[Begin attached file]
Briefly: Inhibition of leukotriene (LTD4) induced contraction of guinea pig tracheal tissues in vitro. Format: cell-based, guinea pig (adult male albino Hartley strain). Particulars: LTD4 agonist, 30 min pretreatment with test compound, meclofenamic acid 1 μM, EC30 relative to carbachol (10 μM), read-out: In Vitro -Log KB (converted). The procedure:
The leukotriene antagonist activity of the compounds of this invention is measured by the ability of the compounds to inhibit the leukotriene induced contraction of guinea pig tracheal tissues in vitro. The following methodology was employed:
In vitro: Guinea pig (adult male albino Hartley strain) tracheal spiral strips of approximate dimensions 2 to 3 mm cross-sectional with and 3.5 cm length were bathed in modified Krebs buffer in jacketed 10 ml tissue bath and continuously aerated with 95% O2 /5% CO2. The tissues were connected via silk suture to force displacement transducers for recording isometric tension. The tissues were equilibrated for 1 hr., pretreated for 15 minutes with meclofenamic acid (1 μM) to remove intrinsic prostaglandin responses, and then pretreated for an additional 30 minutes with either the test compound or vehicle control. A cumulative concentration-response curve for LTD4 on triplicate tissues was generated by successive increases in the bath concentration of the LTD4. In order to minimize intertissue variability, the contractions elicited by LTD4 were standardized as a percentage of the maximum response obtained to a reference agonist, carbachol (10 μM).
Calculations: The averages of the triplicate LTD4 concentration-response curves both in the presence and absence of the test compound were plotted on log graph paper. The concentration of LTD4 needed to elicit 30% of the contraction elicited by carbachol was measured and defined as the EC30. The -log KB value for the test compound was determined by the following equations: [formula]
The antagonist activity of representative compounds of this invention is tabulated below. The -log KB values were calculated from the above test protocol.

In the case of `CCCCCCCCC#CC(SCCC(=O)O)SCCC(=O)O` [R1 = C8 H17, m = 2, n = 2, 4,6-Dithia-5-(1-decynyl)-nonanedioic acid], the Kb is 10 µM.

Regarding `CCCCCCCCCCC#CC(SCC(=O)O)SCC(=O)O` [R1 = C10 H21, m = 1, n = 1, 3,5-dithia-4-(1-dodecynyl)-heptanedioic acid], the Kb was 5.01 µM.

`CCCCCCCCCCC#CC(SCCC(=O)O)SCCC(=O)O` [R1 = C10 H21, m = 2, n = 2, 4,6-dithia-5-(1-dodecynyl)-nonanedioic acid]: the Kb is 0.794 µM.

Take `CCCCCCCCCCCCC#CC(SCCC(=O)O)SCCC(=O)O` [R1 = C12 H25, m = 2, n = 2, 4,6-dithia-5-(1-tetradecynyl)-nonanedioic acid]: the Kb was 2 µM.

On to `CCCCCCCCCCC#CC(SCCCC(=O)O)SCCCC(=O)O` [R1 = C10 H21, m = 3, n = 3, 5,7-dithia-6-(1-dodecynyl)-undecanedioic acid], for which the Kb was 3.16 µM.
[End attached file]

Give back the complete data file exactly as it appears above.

Briefly: Inhibition of leukotriene (LTD4) induced contraction of guinea pig tracheal tissues in vitro. Format: cell-based, guinea pig (adult male albino Hartley strain). Particulars: LTD4 agonist, 30 min pretreatment with test compound, meclofenamic acid 1 μM, EC30 relative to carbachol (10 μM), read-out: In Vitro -Log KB (converted). The procedure:
The leukotriene antagonist activity of the compounds of this invention is measured by the ability of the compounds to inhibit the leukotriene induced contraction of guinea pig tracheal tissues in vitro. The following methodology was employed:
In vitro: Guinea pig (adult male albino Hartley strain) tracheal spiral strips of approximate dimensions 2 to 3 mm cross-sectional with and 3.5 cm length were bathed in modified Krebs buffer in jacketed 10 ml tissue bath and continuously aerated with 95% O2 /5% CO2. The tissues were connected via silk suture to force displacement transducers for recording isometric tension. The tissues were equilibrated for 1 hr., pretreated for 15 minutes with meclofenamic acid (1 μM) to remove intrinsic prostaglandin responses, and then pretreated for an additional 30 minutes with either the test compound or vehicle control. A cumulative concentration-response curve for LTD4 on triplicate tissues was generated by successive increases in the bath concentration of the LTD4. In order to minimize intertissue variability, the contractions elicited by LTD4 were standardized as a percentage of the maximum response obtained to a reference agonist, carbachol (10 μM).
Calculations: The averages of the triplicate LTD4 concentration-response curves both in the presence and absence of the test compound were plotted on log graph paper. The concentration of LTD4 needed to elicit 30% of the contraction elicited by carbachol was measured and defined as the EC30. The -log KB value for the test compound was determined by the following equations: [formula]
The antagonist activity of representative compounds of this invention is tabulated below. The -log KB values were calculated from the above test protocol.

In the case of `CCCCCCCCC#CC(SCCC(=O)O)SCCC(=O)O` [R1 = C8 H17, m = 2, n = 2, 4,6-Dithia-5-(1-decynyl)-nonanedioic acid], the Kb is 10 µM.

Regarding `CCCCCCCCCCC#CC(SCC(=O)O)SCC(=O)O` [R1 = C10 H21, m = 1, n = 1, 3,5-dithia-4-(1-dodecynyl)-heptanedioic acid], the Kb was 5.01 µM.

`CCCCCCCCCCC#CC(SCCC(=O)O)SCCC(=O)O` [R1 = C10 H21, m = 2, n = 2, 4,6-dithia-5-(1-dodecynyl)-nonanedioic acid]: the Kb is 0.794 µM.

Take `CCCCCCCCCCCCC#CC(SCCC(=O)O)SCCC(=O)O` [R1 = C12 H25, m = 2, n = 2, 4,6-dithia-5-(1-tetradecynyl)-nonanedioic acid]: the Kb was 2 µM.

On to `CCCCCCCCCCC#CC(SCCCC(=O)O)SCCCC(=O)O` [R1 = C10 H21, m = 3, n = 3, 5,7-dithia-6-(1-dodecynyl)-undecanedioic acid], for which the Kb was 3.16 µM.